There you have it, a more than 30% chance of crap each time you search, the other 70% of results are what Google and Bing want you to see, not what you are searching for.
Google and Bing do it legally though. Or do they?
Bing search results are more affected by poisoning than those of other search engines, according to a study by SophosLabs. Search engine poisoning attacks are designed to skew results so that dodgy sites - anything from malware infected websites to payday loan sites - appear prominently in the index of sites related to popular …
Many users still naively believe that "search" is supposed to find relevant pages related to your search term, quaint I know.
Unfortunately, when they search for common terms that marketing worms have used the ironically named "Search Engine Optimisation" on or worse google / bung have sold crapwords for the results are page after page of sponsored utter shite.
Try searching for "Product Name review" and you'll get Google Shopping (or the Bung equivalent), endless content copying scam sites (sorry, useful content aggregators who shouldn't all be bombed with agent orange), page after page of generic ecommerce sites with the product out of stock and zero reviews etc. etc. etc. Of course if you fall for the "Google shopping" most of those links will also be to content aggravators who are just another bloody pile of links to somebody, in some other country, who at some point in the past or future might have the product in stock for $3 plus $100,000,000 shipping.
Search engines ceased to be useful for many things quite some time ago, spotting the difference between the external "link poisoning" and that done by the search engine operator is rather hard.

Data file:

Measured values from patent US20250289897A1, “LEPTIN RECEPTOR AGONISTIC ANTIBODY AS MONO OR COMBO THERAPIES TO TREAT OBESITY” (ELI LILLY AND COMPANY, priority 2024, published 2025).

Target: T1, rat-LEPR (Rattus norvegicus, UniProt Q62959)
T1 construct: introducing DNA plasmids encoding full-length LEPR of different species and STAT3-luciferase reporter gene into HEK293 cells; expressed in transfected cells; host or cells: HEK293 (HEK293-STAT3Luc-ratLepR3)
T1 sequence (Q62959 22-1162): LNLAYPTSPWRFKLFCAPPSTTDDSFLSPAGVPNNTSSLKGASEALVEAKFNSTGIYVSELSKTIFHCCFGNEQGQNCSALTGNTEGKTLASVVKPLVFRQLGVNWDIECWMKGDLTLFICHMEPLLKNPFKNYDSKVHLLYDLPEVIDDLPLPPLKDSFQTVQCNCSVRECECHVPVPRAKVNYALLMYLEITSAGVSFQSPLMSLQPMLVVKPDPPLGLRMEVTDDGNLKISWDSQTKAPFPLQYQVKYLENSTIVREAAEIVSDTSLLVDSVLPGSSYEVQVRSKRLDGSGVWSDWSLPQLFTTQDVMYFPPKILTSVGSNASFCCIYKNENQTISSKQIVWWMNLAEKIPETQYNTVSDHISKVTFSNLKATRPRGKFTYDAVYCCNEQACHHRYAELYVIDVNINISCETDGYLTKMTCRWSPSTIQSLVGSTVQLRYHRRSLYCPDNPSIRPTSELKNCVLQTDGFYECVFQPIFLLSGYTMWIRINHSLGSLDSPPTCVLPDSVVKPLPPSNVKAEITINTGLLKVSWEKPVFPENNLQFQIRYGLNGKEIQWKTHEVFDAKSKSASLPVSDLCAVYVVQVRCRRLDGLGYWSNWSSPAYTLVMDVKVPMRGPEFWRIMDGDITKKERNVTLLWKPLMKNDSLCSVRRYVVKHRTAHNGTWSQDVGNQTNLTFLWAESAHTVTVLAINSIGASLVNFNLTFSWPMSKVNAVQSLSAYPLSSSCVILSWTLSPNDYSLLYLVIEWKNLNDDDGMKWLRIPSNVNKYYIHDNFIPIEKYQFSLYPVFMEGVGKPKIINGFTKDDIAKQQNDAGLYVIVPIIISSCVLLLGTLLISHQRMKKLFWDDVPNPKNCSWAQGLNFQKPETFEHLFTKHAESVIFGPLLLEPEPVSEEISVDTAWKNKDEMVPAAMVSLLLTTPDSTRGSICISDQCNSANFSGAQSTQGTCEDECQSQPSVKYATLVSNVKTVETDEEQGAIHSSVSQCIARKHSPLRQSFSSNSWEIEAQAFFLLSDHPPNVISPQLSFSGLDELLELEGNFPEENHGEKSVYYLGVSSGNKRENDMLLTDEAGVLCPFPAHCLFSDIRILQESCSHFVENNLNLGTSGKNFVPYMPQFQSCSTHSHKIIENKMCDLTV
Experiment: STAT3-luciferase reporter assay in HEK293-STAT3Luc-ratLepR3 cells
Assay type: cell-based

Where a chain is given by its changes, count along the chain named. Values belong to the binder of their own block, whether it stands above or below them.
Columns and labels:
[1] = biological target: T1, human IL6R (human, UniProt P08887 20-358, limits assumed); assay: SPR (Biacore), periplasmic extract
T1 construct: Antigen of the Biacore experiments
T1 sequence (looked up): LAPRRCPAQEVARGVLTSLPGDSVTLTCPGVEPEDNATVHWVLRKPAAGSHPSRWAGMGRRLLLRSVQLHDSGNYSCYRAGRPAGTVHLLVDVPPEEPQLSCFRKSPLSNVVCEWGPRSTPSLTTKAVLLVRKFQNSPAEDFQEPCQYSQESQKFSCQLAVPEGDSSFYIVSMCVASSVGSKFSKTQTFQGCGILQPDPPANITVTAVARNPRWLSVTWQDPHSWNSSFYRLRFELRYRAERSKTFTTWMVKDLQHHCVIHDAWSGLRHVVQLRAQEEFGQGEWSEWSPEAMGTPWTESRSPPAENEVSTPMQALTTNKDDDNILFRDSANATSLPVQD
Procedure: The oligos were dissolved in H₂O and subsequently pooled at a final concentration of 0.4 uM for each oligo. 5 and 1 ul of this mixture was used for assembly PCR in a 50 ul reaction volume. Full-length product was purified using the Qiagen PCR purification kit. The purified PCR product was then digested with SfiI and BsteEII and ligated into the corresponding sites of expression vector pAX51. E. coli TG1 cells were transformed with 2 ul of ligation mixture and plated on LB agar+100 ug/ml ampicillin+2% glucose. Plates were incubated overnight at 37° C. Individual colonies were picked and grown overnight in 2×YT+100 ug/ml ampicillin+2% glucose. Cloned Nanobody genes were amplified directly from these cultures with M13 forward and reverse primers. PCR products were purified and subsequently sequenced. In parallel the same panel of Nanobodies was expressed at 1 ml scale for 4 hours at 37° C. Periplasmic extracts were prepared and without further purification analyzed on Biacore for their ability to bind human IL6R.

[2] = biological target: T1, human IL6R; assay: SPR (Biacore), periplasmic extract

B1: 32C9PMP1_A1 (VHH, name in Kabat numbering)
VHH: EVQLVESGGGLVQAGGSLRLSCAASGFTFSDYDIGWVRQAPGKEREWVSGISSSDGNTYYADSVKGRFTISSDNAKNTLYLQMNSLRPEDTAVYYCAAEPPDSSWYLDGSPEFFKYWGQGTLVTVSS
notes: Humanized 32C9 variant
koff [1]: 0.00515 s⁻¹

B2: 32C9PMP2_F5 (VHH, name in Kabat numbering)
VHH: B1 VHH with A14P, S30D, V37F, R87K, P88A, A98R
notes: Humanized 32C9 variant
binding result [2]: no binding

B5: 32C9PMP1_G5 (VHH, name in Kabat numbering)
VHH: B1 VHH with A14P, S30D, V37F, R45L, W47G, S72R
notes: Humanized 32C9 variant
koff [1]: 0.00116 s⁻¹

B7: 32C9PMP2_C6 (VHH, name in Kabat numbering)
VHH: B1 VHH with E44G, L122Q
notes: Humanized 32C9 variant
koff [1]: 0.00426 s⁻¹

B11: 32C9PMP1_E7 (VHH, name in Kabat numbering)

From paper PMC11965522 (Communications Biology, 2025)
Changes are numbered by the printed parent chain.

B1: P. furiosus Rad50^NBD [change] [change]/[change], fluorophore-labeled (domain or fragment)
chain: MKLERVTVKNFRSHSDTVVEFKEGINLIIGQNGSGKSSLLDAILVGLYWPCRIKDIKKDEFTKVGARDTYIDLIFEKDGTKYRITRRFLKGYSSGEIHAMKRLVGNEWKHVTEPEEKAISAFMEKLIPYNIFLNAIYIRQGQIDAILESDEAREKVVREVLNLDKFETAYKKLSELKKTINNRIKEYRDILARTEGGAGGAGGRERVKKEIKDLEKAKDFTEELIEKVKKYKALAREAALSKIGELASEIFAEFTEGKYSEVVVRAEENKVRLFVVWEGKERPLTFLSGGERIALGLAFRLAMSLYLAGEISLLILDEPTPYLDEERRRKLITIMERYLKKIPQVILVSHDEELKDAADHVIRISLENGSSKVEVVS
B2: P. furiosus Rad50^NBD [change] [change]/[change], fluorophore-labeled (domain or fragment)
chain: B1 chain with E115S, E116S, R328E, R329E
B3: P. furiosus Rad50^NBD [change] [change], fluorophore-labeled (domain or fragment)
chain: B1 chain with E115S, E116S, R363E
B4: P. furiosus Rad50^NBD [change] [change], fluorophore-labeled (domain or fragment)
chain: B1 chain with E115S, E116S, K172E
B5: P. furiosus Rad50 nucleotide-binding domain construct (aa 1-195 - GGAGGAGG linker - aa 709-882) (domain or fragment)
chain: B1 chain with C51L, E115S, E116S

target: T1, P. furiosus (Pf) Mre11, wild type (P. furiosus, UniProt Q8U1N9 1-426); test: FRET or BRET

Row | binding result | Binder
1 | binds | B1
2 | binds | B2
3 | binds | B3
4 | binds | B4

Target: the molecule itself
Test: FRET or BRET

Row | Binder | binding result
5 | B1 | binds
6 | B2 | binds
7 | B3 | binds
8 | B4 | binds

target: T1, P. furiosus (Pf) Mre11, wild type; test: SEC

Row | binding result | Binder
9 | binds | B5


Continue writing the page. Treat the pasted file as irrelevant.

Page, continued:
It would be nice if Google Bingle, or Yahgle was clever enough to exclude comparison-site pages for products that don't actually contain reviews, but if you add (-first) as a search term, without the brackets, then you should get rid of pages that say "Be the first to review Technika DAP211PT!"
If anyone's reading this because they were looking for that review of the Technika DAP211PT: considering that it's cheap, it's pretty good. But the buttons don't work very well - I stuck narrow pieces of thick tape on the north, souc!th, east, and west lines of the rocker control, to be sure I was pressing on the right place - and I get a background electronIc buzz, but that might be just interference that I get at home. And the supplied earphones are quite dull-sounding. But my hearing is far from perfect... Oh yeah - and there isn't a lanyard hole to wear it around your neck upside down - in order to have it the right way up in your hand. But I have a pack of shoelaces, and carpet tape...